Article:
San Pedro has been the port district of the City of Los Angeles since 1909 and it is documented that Spanish ships visited the port back in the 1540′s. Because of its proximity to the ocean, San Pedro attracted various cultures with prominent fishing traditions. It became ethnically diverse and people were able to settle down, continue their own traditions, and eventually start businesses in the area. San Pedro is a melting pot of people from Italy, Croatia, Greece, Portugal, Norway, Japan, and a large portion of the community is made up of Mexican-Americans and African-Americans.
The up and coming waterfront city is one of Los Angeles’s hidden secrets and has loads of activities to check out. There is a great art scene, with several galleries in the Art District as well as Crafted, a large craft and artisanal food marketplace. San Pedro is a wonderful mix of this emerging culture and cultural history. Points of interest are the USS Iowa floating museum, the fully operational museum ship the SS Lane Victory, the Cabrillo Marine Aquarium, the LA Maritime Museum, the Vincent Thomas Bridge, and the Williams’ Bookstore, the oldest fully operated bookstore in LA. You can even take a ride on a vintage Red Car Trolley Line to get a view of the waterfront.
Some of DW Griffith’s early short films were shot in San Pedro. These days you’re more likely to find film crews for NCIS, Mad Men, and Dexter. Other films shot in San Pedro include ‘King Kong’, ‘Chinatown’, ‘Point Break’, ‘Silence of the Lambs’, ‘The Usual Suspects’, ‘Pearl Harbor’, ‘Titanic’, ‘500 Days of Summer’, and a ton more. SPIFF is thrilled to present our inaugural festival in a city with such a rich film history.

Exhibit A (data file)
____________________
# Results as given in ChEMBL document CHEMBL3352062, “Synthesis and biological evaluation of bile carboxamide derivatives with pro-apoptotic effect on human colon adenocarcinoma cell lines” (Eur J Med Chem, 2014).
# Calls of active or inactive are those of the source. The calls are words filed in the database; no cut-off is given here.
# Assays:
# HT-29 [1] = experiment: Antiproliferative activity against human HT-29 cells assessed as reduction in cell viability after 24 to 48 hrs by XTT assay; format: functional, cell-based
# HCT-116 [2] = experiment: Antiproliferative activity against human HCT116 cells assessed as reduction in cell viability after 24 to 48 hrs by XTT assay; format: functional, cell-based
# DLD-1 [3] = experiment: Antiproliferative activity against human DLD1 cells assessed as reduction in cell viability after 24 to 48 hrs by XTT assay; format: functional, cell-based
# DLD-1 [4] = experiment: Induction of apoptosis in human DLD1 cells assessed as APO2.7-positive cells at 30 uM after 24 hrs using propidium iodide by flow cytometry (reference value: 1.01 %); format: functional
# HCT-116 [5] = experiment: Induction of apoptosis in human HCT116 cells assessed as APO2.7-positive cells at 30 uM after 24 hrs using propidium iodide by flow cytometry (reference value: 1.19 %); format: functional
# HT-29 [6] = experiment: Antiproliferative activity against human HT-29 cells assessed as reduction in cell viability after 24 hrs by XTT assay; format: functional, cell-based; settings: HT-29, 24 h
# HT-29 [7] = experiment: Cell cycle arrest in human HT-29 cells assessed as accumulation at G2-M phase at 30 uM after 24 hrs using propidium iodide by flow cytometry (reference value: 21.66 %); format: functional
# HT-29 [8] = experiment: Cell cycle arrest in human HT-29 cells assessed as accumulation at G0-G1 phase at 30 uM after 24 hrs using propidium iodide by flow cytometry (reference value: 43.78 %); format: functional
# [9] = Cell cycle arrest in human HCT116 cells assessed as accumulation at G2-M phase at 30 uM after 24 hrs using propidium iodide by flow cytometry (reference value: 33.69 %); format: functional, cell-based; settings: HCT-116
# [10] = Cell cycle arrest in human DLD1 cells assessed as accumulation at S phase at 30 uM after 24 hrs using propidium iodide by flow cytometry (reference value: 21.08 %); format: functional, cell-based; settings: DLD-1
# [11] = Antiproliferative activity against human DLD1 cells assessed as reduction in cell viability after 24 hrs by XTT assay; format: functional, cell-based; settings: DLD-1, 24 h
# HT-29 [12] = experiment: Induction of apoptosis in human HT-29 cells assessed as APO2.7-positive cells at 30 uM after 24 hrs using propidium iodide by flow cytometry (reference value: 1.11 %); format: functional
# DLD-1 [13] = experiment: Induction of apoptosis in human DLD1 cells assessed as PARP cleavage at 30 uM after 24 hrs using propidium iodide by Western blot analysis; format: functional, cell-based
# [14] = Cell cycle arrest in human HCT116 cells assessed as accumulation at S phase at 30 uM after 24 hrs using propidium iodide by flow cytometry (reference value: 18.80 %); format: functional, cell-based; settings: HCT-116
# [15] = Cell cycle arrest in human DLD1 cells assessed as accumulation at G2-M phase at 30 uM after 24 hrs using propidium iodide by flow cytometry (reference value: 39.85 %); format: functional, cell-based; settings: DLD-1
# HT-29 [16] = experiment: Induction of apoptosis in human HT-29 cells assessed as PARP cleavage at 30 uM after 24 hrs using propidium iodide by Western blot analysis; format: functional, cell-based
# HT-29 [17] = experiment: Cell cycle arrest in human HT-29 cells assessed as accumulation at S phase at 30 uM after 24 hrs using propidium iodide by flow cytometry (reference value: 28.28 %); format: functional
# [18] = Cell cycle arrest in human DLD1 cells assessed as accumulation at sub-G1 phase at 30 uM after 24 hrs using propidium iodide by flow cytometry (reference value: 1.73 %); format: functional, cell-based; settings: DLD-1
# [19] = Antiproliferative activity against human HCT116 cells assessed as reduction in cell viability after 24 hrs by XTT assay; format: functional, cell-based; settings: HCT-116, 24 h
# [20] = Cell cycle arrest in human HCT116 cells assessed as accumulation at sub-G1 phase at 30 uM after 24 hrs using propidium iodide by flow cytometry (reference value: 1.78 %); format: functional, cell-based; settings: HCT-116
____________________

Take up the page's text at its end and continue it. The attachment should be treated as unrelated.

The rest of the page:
Penning thousands of poems, hundreds of stories and six novels, Charles Bukowski eventually published over forty-five books and various collections of his work chronicling his own personal experiences reflecting the gritty glamour of Los Angeles and society in general. The universal accessibility of his poetry and modern works resonate within the hearts of readers worldwide. In 1978, Charles Bukowski moved to San Pedro with his wife to be, Linda Lee Bukowski, where he continued to write prolifically, until his death in 1994. SPIFFest celebrates the work of Bukowski with a dedicated film category
His years working as a mail carrier and clerk at the US Post Office, Terminal Annex in downtown LA inspired his acclaimed debut novel, Post Office. His works address the full spectrum of the human condition, from his own tangled youth and the wretchedness of the world in general, to more uplifting works that have heartfelt expressions of love and joy highlighting the good things that come our way in life. Through his unbridled passion for writing, Bukowski became a philosopher in his own right, and is more popular today than during his lifetime.
In 2015, SPIFFest hosted a tribute to the legendary writer – The Laughing Heart: 95th Birthday Celebration – in Old San Pedro, which included a screening of Bent Hamer’s feature, Factotum, a film based on one of his novels; readings of selected Bukowski works and Q&A; and a curated exhibition of images taken by several leading professional photograph
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